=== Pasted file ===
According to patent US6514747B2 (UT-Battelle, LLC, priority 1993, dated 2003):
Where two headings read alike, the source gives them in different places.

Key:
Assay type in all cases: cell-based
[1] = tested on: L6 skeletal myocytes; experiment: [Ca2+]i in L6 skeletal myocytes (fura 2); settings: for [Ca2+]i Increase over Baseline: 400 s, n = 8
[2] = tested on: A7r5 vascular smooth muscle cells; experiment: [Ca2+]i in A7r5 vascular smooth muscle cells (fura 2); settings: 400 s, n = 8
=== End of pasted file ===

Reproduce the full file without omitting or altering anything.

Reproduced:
According to patent US6514747B2 (UT-Battelle, LLC, priority 1993, dated 2003):
Where two headings read alike, the source gives them in different places.

Key:
Assay type in all cases: cell-based
[1] = tested on: L6 skeletal myocytes; experiment: [Ca2+]i in L6 skeletal myocytes (fura 2); settings: for [Ca2+]i Increase over Baseline: 400 s, n = 8
[2] = tested on: A7r5 vascular smooth muscle cells; experiment: [Ca2+]i in A7r5 vascular smooth muscle cells (fura 2); settings: 400 s, n = 8